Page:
Organized is not picture-perfect

It has taken me a long lifetime to learn that a clean and organized house where real people live will never look like those wonderful houses on HGTV. Real people are messy, and the secret of an organized house is that neither messiness nor obsessive order are allowed to intrude on the joy and peace of mind of the people who live in it.

Overwhelmed by the amount of work that it will take to put my house in order, I turn on Hoarders to enjoy a moment of schadenfreude–a secret pleasure in someone else’s misfortune because, I say, “There, but for the fact that I am not a TOTAL nut case, go I. “Then I flip on Fixer-Upper to indulge another sinful pleasure–coveting one of Joanna Gaines’s beautifully staged fixed-up houses before the lucky owners move in and mess it up.

There are no hard-and-fast rules for getting organized. If it works for you, then it works. If, however, you have a feeling that “it” (whatever “it” is) could be working better, you may benefit from learning a few principles of organization and having a few rules of thumb to help you along. I’m not going to teach you those principles and rules of thumb because you can find them in abundance in books and blogs, but I am going to share a few tricks and tips that have worked for me and hope that maybe they will work for you to help you cut down on the time you spend searching for lost objects, re-organizing and cleaning, and spend more time doing things you really love to do.

  1. Ditch those pictures in your head. Look honestly at what you and your housemates do at home and maybe some things you would like to do if you had the right space for it. Then decide what you need so that you can happily do whatever those things are.
  2. Start small. If you’re the kind of person who can pull everything out at once and then put it in order without getting overwhelmed, you can ignore this suggestion. I like to make a huge mess and then clean it up, but the truth is that this method doesn’t work for me, so I’ve learned to work on one space at a time–whatever I think I can finish in the time that I have. It may be a bathroom, a drawer, or a corner. Finishing something, however small, gives me a sense of accomplishment.
  3. Acknowledge that you’ll never “get caught up.” For much of my life, I’ve lived in the fantasy that someday in some mythical future, I would finally “get caught up” and then life would be marvelous and I could get some rest. Life, it turns out, is always a work in progress. If you think you are caught up, you should start a project so you don’t get bored. However, if you work on getting organized, you can have more stress-free days no matter what you’re doing.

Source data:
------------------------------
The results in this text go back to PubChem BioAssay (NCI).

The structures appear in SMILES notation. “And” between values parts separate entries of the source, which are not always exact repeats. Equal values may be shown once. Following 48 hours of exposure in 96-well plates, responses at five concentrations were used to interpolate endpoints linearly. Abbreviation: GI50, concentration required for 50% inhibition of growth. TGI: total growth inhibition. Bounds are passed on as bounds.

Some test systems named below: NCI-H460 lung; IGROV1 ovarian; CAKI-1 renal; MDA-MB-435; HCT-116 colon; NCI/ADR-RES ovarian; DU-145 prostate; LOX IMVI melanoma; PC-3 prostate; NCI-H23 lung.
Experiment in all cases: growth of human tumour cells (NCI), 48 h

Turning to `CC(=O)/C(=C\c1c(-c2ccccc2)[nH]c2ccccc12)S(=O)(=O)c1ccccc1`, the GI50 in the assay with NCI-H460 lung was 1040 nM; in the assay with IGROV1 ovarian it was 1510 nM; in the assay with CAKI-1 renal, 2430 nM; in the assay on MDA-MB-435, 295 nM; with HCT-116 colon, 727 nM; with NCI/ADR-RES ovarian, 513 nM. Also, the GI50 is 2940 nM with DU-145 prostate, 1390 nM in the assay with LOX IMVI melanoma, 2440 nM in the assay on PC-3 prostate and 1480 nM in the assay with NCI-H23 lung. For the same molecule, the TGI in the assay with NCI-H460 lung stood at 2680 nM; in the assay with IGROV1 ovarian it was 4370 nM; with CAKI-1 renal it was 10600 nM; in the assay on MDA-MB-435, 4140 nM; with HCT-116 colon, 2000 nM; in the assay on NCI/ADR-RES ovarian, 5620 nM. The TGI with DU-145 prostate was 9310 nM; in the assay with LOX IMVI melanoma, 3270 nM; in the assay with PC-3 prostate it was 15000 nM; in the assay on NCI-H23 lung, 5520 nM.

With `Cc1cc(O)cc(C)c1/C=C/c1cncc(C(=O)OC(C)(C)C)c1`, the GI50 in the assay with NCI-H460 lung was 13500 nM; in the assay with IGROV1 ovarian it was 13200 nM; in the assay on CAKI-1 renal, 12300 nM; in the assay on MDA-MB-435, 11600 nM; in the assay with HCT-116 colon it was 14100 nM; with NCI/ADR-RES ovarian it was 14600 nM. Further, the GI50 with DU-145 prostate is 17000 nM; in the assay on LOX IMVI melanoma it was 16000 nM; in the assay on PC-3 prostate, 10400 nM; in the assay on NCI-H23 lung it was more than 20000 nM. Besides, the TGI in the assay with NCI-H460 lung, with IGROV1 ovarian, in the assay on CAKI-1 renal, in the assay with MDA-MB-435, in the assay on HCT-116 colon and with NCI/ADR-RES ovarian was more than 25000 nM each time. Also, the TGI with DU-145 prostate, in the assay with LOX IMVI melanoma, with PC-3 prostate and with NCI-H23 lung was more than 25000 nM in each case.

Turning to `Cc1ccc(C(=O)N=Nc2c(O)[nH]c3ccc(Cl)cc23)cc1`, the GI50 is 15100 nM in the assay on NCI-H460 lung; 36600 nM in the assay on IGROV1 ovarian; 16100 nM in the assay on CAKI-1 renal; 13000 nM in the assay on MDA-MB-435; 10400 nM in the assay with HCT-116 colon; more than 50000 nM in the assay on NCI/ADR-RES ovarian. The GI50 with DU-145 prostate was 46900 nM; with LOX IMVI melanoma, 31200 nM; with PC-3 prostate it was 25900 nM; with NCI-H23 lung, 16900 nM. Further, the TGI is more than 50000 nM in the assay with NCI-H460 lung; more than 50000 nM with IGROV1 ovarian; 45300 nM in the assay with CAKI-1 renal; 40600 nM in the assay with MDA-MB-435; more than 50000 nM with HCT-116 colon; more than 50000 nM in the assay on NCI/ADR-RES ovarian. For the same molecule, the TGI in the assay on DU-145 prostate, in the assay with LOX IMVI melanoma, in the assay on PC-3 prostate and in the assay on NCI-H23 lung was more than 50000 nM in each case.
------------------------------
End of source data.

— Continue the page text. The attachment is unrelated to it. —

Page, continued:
4. Identify and deal with clutter before you start organizing. If you still have issues to deal with about letting go of material things and you have a reasonable amount of available space and a fair number of boxes, quickly clear away things you don’t use and pack them in boxes. A little proactive procrastination can help you get to the more urgent business of organizing things you use before you tackle harder issues involving sentimental clutter.
  5. Designate places for everything you need, use, or want. “A place for everything and everything in its place” is an old saying. If you have a place for everything, putting it away is much quicker and easier. Things that are used often should be within easy reach. Infrequently used objects, like Christmas decorations, can occupy less-convenient spaces. Before you buy anything at all, mentally give it a place in your house. If you don’t have a place for it, you probably shouldn’t buy it!
  6. Use containers and labels. The Container Store is one of my favorite business establishments, but I try to avoid the temptation of spending way too much money there (1) by minimizing the possessions to be contained and (2) by re-purposing used commercial containers like coffee cans, shoe boxes, and sturdy plastic containers. Labeling is a real time-saver and well worth the time it takes!
  7. Get professional advice (but take it with a grain of salt). I can’t afford to hire a professional organizer, but I do look for advice online and in books and magazines. However, advice should always be tailored to your needs and wishes. Marie Kondo, who has a lot of good advice to give, says thirty books are enough. I say, “You don’t know me, Marie!”
Here are some ingenious organizing hacks from Good Housekeeping. If you seriously declutter first, some of them will be unnecessary!